How This 16-Year-Old Got Internships Through LinkedIn and Built A Coding Community Ft. Sirihaasa Nallamothu
Sirihaasa "happy cried" during FIRST LEGO League competitions so she knew her passion was in all things coding and robotics. She has since created an enthusiastic coding community, secured internships through LinkedIn and has built machine learning algorithms to help diagnose eye disorders.
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Alex Cork, Sirihaasa
Alex Cork 00:00
Hi, Sirihaasa, welcome to the top of the class podcast. It's awesome to have you on the show. Can you tell our listeners a little bit about yourself?
Hi, I'm so happy to be here. Hi, everyone. My name is Sirihaasa. I'm a junior at University High School in Illinois. And I'm super infatuated by Machine Learning and Technology, and just spreading my knowledge to kids in my community and using my powers I guess, to create, like social change and create change in the medical systems.
Alex Cork 00:48
Awesome. Also, infatuated is a good word to bring into the into the podcast, that's for sure. Now, how old are you at the moment?
I'm 16. I just turned 16. Like a month ago. Yeah.
Alex Cork 01:00
Awesome, well, happy birthday for a month ago. And when did the infatuation for machine learning tech stem these kinds of things? When did that all start for you.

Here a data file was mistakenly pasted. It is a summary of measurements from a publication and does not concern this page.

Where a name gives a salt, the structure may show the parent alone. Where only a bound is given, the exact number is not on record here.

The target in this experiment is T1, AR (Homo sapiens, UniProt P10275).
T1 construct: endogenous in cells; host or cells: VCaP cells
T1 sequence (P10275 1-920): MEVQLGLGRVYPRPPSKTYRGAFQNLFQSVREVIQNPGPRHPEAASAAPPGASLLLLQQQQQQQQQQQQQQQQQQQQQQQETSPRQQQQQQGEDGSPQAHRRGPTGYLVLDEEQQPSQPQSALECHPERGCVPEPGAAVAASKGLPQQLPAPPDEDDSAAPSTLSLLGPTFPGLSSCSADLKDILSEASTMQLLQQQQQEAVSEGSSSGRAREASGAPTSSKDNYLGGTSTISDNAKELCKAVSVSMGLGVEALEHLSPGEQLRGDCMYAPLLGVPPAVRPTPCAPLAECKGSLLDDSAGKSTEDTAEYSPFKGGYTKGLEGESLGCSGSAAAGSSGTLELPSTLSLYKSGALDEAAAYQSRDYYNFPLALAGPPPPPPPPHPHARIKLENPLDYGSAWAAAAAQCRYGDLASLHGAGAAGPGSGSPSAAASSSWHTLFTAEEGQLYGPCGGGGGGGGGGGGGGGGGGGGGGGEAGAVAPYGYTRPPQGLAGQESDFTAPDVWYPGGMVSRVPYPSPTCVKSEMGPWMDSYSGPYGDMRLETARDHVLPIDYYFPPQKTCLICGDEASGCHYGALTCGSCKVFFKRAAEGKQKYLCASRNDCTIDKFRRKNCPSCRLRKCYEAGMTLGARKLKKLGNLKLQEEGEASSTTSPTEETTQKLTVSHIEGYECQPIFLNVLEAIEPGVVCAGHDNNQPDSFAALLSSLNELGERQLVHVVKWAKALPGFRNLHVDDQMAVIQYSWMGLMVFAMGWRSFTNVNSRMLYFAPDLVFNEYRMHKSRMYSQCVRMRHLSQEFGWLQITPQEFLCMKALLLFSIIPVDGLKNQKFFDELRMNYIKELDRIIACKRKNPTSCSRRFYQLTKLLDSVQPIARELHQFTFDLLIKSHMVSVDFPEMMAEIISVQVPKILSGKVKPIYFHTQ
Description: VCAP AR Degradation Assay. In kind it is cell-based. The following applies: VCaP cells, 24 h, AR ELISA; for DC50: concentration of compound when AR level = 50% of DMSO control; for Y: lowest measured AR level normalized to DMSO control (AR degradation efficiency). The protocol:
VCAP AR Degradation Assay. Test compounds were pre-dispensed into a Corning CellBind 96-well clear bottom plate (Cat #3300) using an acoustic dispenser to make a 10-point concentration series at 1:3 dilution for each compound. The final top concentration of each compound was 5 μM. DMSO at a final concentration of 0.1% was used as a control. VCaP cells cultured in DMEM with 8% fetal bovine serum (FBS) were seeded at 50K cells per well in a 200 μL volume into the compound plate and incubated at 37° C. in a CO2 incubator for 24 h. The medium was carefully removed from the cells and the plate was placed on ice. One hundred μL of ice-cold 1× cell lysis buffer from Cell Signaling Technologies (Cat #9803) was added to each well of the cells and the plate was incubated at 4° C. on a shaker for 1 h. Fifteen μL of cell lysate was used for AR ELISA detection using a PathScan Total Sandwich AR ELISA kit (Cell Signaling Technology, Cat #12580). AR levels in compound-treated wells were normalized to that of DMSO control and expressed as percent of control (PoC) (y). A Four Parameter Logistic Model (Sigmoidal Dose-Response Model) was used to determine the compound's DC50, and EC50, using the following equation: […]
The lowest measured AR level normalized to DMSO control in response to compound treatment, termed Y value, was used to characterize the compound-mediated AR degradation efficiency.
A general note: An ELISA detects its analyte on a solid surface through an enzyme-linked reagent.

So I guess I first got interested in like the tech sort of side of it when I did like FIRST LEGO League robotics, which is for those of you who don't know, you basically take like tons of Legos and you make like a robot, you make a robot and you program it, and you code it to do all these little missions and tasks, and you go to competitions. And I was really like excited about that. Like, I would go to like every practice and like, go like, you know, just be there with the robot all the time. And that's what I knew, like, I wanted to do something in technology. And another thing is, I'd always cry at the competitions. And this is something I always tell people is when I cry about something that sounds so weird, but when I cry about somebody usually means I'm really passionate about are like really into it. So when we went to the first competition, and I started crying for like, no reason, that's when I knew like, this is what I wanted to do. So yeah, that's sort of fascination with like, technology sort of branched out more into like the coding aspect of it. After I started learning HTML, you know, like basic web development programming languages. And yeah, after about like a year of just like diving into that, I started teaching it to other girls, which, when I first started, I was just so bad at teaching. Like I didn't really know how to break down concepts. But it really helped me learn these programming languages better. And yeah, I started my machine learning journey in ninth grade, really. So when I first started, I genuinely did have any idea of what machine learning was, I just decided that I first need to learn how to code in Python, because that was the that was the language I was going to use. Like, obviously, you don't need to use Python for machine learning you can use like Java, and C, but those aren't as popular. So I just was like, I'm gonna learn Python. And then I'm gonna just drop myself into machine learning. Like there was really no, in between, for me, sort of, I just was like, this is the first step. This is the second step. This is what I'm doing with my like, this is what I'm doing with my time in high school. And, yeah, I really started to love the field of machine learning. Like more specifically, I like trading convolutional neural networks, just because image classification is just really fascinating to me, because it's something we take for granted. But the like technologies of like the actual tech that goes behind it is just can be so useful and can be applied to so many different fields. Yeah, so let me just go back there convolution neural networks is that we say, yeah, convolution, all neural networks. So it sounds really complicated. But in short, it's just a fancy term, or fancy way of saying image classification. And there are different types of convolutional neural networks. But typically, what you would see is, I don't know if you guys have heard of, like, photomath. I know, it's like sort of a popular tool for high school kids. But photomath and photomath. You take a picture, and it's able to identify the equation and then solve that equation of your like math homework or math.